A woman taking part in protests against rising fuel prices in France has died after being hit by a car. The incident took place as activists angered by the government's tax hikes blocked motorways across the country.
A motorist hit and killed a protester in southeastern France during Saturday's nationwide demonstrations against rising fuel prices, France's interior minister said. More than 400 people were injured, 14 of them seriously, while police made over 150 arrests.
The "yellow-vest" movement called for activists wearing high-visibility jackets to block motorway exits, fuel depots and roundabouts in hundreds of events planned across France.
In the southeastern town of Pont-de-Beauvoisin, a female driver panicked when she saw protesters barring the road and accelerated, hitting and killing a woman in her 50s, Interior Minister Christophe Castener said.
Castener told broadcaster RTL that around 288,000 people had taken part in the backlash against President Emmanuel Macron's fuel tax hikes at more than 2,000 locations.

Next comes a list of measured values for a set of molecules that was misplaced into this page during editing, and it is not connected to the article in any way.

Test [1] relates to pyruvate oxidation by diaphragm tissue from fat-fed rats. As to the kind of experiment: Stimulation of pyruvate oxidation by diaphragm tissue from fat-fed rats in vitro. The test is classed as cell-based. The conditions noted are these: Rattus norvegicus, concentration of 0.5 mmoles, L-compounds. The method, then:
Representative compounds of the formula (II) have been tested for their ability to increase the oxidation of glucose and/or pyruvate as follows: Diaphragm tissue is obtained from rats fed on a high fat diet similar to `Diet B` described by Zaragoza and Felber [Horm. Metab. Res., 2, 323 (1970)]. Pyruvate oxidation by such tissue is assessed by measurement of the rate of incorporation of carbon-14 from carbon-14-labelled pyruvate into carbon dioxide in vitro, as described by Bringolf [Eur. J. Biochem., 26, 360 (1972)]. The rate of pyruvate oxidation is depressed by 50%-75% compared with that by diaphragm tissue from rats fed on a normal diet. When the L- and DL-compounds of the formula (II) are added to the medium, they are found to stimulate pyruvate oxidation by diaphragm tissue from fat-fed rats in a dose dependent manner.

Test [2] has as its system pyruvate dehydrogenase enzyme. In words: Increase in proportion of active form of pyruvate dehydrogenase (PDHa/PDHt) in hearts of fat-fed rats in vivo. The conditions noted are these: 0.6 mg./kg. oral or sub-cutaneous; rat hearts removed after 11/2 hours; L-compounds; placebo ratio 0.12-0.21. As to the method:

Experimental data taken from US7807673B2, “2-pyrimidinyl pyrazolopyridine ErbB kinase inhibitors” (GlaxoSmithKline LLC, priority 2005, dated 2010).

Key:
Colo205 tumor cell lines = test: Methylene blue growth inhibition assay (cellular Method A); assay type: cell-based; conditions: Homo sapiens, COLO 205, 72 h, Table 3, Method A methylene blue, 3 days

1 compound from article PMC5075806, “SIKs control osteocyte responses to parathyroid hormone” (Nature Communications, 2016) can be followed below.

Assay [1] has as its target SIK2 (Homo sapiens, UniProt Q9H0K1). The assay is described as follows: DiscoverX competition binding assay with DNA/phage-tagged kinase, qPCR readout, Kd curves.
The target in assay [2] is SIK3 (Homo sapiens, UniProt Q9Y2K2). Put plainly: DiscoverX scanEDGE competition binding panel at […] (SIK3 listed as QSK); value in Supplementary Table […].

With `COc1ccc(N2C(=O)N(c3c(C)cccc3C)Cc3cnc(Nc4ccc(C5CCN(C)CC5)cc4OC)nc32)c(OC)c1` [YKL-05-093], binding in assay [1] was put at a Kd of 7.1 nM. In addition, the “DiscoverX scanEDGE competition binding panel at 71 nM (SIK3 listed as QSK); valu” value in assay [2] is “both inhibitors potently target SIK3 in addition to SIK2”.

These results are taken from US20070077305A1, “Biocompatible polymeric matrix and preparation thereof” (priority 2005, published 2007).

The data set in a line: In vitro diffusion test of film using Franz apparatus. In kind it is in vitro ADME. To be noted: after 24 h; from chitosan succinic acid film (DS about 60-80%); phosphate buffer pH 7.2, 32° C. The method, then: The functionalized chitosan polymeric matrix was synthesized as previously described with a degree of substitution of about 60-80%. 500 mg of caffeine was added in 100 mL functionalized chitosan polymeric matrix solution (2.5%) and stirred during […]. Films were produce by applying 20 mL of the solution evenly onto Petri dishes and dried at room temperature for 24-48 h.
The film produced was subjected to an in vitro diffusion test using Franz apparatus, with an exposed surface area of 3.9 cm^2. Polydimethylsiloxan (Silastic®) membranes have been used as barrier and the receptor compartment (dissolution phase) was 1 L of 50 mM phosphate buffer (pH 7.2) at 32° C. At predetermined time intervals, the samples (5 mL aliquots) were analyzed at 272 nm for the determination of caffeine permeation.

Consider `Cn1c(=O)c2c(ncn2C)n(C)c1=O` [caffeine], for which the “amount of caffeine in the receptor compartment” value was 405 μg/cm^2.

The minister added that some activists continued their protest late into the night.
"Last night was restive... There were assaults, fights, stabbings," Castaner said. "There were fights among 'yellow vest' protesters. There was a lot of alcohol at certain venues, which led to this idiotic behavior."
The yellow vests are symbolic: they are required be kept inside all French vehicles in case the driver experiences difficulties.
Police were deployed across the country to keep some roadways clear. Footage posted on social media on Saturday evening showed officers dismantling obstructions.
While the "yellow-vest" movement's main focus is rising petrol and diesel tax, it has also attracted voters who are dissatisfied more generally with Macron's economic reforms.
Opposition parties and labor unions lent their backing to the protests, but were reluctant to join the blockades, citing the involvement of the far-right National Rally (Rassemblement National), previously the Front National.
In Paris, hundreds of protesters yelling "Macron resign!" and singing the French national anthem, La Marseillaise, massed on the Champs Elysees and the Place de la Concorde, hoping to march toward the Elysee Palace, Macron's official residence.
Macron has rejected calls to scrap further tax rises in 2019. But, in an attempt to assuage protesters' concerns, the government last week announced it would offer energy subsidies and a grant of €4,000 ($4,600) for poorer families to replace older, less fuel-efficient vehicles.
The tax increases are part of an effort to move away from a reliance on fossil fuel-powered vehicles.
kw,nm/amp (Reuters, AFP, dpa)